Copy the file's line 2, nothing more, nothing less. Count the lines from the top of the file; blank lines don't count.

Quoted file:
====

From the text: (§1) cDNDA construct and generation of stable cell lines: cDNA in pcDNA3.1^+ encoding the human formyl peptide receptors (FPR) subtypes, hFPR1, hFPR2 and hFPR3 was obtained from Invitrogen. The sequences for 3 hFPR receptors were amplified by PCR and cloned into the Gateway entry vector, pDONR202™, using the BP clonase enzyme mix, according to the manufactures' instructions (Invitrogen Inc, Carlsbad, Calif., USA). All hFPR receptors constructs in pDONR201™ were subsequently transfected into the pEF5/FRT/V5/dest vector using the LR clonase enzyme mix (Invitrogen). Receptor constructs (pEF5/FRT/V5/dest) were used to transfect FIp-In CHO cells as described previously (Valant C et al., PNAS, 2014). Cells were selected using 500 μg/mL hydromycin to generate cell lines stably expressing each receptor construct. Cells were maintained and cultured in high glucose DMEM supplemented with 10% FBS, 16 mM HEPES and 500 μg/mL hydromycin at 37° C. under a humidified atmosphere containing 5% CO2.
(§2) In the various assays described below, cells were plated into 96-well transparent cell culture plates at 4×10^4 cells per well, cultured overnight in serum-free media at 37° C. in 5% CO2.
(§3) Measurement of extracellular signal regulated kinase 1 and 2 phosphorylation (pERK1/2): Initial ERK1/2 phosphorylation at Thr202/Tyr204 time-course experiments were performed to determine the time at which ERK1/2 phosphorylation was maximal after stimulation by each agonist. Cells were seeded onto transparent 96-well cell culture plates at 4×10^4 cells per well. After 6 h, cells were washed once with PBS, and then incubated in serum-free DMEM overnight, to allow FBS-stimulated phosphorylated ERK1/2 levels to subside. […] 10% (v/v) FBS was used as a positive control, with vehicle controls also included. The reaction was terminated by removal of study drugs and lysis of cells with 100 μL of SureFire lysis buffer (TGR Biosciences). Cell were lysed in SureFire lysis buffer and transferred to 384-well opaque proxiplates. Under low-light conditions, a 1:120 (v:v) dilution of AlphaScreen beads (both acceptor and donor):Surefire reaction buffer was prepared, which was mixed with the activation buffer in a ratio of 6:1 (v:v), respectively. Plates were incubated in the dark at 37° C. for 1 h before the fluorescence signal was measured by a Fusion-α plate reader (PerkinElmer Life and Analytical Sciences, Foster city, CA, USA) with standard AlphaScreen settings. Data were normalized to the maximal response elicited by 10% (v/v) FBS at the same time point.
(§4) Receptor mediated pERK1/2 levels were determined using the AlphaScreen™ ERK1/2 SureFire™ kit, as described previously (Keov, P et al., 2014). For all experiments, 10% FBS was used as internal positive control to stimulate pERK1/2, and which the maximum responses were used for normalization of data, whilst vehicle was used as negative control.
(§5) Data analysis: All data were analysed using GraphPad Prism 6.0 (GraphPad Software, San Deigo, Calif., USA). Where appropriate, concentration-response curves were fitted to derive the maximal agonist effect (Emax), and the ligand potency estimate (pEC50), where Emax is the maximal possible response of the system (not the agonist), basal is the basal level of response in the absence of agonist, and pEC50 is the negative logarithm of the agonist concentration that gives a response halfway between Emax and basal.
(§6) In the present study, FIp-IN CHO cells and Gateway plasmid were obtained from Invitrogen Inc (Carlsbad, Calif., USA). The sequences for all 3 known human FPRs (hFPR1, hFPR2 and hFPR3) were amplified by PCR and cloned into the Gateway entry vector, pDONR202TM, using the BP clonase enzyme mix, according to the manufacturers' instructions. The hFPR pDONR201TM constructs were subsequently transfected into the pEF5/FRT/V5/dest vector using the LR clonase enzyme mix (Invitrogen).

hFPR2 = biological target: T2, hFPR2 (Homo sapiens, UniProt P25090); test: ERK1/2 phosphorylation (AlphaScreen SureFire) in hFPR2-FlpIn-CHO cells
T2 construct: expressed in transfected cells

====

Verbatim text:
(§2) In the various assays described below, cells were plated into 96-well transparent cell culture plates at 4×10^4 cells per well, cultured overnight in serum-free media at 37° C. in 5% CO2.